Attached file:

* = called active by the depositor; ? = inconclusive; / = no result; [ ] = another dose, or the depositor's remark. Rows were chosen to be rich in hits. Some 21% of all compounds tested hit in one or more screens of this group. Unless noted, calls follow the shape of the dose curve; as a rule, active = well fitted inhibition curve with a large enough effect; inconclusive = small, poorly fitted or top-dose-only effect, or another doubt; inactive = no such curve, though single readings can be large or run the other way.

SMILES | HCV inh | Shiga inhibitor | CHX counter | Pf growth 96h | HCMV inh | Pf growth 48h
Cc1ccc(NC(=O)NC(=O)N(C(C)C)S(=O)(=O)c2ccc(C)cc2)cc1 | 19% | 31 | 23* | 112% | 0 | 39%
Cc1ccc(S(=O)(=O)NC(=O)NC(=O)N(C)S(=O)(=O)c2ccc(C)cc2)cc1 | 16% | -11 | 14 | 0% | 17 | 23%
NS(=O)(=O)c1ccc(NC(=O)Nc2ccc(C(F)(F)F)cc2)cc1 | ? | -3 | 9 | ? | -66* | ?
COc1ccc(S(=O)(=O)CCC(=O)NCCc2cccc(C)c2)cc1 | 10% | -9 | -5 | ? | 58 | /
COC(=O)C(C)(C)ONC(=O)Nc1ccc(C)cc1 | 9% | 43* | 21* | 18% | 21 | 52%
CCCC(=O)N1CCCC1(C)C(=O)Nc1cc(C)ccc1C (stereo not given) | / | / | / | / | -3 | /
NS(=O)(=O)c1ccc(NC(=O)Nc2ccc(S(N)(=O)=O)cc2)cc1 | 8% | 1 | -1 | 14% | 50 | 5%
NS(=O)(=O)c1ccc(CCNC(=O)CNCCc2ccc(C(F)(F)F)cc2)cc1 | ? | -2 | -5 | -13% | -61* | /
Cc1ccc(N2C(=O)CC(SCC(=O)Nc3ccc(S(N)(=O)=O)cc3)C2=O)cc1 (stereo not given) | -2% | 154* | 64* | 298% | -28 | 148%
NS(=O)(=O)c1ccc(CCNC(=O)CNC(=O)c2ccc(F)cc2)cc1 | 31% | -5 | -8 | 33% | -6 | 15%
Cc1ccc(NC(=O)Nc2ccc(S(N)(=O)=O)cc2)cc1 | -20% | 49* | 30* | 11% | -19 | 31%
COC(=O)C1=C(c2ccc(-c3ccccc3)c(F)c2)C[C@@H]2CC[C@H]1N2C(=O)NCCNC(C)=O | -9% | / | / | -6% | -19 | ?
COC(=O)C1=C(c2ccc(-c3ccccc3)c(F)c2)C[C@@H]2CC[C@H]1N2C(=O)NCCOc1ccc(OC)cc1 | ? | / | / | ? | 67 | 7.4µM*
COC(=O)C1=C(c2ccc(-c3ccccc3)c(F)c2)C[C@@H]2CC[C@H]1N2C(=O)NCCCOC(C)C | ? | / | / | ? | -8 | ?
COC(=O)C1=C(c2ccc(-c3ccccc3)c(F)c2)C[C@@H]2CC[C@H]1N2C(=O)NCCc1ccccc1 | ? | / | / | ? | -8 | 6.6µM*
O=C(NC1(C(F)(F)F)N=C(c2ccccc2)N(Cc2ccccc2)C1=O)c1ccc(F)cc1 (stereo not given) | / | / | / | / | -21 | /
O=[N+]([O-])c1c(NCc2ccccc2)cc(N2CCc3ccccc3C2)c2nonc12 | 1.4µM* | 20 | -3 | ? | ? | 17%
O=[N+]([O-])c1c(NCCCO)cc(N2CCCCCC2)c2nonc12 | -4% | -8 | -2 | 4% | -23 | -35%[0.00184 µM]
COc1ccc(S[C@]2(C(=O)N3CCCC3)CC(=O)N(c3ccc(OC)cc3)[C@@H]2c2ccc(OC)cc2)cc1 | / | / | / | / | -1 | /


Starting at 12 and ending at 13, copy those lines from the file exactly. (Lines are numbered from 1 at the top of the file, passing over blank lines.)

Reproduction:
NS(=O)(=O)c1ccc(CCNC(=O)CNC(=O)c2ccc(F)cc2)cc1 | 31% | -5 | -8 | 33% | -6 | 15%
Cc1ccc(NC(=O)Nc2ccc(S(N)(=O)=O)cc2)cc1 | -20% | 49* | 30* | 11% | -19 | 31%